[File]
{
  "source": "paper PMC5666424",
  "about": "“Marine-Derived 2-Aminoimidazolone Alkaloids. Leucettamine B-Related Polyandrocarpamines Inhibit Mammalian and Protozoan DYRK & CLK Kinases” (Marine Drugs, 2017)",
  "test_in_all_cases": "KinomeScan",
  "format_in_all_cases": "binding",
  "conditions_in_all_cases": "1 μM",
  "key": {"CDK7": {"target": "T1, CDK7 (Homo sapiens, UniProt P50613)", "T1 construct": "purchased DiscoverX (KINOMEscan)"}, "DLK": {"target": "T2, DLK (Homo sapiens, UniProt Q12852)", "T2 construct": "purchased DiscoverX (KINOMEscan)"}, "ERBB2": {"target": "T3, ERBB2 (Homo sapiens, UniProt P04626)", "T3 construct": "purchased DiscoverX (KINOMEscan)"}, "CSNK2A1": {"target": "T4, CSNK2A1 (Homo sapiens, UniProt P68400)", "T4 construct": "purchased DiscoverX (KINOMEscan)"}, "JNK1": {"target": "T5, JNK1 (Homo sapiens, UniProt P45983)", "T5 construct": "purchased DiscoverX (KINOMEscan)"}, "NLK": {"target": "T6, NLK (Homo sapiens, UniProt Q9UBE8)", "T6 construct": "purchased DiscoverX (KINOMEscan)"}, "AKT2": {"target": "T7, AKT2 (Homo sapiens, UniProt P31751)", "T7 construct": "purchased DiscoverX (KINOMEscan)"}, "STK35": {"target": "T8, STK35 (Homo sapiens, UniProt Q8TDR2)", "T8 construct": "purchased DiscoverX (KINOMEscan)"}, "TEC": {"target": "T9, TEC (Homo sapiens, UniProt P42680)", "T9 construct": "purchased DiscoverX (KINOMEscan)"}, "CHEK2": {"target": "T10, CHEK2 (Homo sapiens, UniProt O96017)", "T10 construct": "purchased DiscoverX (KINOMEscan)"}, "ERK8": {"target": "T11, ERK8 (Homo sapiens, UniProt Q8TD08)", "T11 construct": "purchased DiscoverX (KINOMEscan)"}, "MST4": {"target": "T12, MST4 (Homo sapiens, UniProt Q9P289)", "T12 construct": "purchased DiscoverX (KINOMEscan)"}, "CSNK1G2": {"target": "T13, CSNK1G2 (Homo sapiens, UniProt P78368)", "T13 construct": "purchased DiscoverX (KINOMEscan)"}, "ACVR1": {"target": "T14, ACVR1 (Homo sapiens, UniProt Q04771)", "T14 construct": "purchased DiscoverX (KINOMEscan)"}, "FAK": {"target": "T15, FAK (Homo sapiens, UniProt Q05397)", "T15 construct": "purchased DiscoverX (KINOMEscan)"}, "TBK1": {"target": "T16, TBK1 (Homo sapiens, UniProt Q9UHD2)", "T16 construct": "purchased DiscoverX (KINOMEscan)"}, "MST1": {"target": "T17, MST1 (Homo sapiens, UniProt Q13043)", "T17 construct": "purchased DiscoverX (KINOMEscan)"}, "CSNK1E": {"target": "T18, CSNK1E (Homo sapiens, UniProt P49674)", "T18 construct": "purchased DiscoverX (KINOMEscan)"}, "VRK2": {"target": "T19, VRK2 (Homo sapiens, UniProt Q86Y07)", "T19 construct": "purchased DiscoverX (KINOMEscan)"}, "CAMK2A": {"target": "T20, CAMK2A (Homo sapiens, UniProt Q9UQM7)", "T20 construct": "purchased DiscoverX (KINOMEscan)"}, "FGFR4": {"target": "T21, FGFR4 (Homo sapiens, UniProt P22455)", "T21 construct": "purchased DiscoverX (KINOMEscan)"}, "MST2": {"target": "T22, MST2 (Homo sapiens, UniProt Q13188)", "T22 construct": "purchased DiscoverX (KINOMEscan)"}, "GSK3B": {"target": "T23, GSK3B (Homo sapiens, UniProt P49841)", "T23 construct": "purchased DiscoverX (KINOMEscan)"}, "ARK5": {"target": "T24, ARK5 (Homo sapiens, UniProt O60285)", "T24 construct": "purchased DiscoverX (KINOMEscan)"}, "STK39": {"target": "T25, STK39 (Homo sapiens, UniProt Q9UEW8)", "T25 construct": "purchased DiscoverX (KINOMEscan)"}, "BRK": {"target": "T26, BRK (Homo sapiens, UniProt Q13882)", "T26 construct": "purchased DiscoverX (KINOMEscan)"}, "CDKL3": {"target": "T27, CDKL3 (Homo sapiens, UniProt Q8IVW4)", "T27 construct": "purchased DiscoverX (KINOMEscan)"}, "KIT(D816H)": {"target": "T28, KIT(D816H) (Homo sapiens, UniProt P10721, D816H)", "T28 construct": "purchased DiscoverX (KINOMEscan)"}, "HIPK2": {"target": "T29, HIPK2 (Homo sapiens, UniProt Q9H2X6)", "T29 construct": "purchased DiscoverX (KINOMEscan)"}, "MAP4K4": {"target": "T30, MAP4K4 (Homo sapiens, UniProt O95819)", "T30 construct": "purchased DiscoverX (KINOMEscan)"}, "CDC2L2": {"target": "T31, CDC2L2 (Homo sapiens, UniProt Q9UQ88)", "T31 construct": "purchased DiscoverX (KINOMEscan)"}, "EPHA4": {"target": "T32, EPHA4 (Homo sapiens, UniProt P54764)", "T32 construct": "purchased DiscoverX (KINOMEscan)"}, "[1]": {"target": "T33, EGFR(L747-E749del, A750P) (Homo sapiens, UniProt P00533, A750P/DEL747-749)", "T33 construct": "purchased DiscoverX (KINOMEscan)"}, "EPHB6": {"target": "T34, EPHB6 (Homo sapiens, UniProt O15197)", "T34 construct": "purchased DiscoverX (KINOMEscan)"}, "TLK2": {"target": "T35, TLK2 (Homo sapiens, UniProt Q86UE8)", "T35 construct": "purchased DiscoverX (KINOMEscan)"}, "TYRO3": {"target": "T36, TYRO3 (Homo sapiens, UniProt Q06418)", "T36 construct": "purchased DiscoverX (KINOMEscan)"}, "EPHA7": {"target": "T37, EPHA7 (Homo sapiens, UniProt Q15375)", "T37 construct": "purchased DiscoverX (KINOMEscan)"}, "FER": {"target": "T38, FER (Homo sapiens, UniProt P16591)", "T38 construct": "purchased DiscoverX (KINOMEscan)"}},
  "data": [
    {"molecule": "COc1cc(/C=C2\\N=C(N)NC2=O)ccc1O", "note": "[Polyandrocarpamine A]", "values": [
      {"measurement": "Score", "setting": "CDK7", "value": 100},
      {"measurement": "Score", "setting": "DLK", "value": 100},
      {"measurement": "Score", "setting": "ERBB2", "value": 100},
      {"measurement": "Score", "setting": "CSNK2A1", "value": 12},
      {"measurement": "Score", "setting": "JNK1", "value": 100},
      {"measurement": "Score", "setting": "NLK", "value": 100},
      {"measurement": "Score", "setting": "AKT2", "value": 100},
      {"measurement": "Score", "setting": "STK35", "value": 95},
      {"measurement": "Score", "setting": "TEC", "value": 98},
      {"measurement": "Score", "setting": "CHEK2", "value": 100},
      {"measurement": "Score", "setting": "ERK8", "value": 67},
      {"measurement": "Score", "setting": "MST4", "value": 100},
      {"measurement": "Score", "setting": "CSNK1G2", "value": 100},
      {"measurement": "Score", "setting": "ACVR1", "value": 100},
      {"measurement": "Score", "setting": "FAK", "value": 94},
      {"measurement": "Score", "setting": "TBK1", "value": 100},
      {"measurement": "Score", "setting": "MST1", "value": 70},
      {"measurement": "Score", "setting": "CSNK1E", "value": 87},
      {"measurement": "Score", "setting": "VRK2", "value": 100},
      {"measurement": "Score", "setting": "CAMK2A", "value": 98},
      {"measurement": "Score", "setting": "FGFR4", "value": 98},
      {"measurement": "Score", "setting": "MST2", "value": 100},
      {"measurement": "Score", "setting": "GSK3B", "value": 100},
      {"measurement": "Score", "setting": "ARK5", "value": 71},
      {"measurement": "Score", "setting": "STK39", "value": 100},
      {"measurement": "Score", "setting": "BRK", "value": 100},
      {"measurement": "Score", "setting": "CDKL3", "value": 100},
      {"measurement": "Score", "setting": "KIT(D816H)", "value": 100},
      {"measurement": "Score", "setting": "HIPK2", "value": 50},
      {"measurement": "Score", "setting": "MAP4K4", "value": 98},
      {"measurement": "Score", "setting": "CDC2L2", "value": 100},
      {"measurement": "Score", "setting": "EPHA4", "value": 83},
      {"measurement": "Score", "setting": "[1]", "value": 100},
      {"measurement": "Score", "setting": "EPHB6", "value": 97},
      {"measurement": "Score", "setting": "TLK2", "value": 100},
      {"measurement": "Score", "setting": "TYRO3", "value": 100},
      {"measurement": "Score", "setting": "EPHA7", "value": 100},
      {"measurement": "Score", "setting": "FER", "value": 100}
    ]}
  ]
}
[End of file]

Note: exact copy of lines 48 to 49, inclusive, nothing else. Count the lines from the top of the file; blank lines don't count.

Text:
    ]}
  ]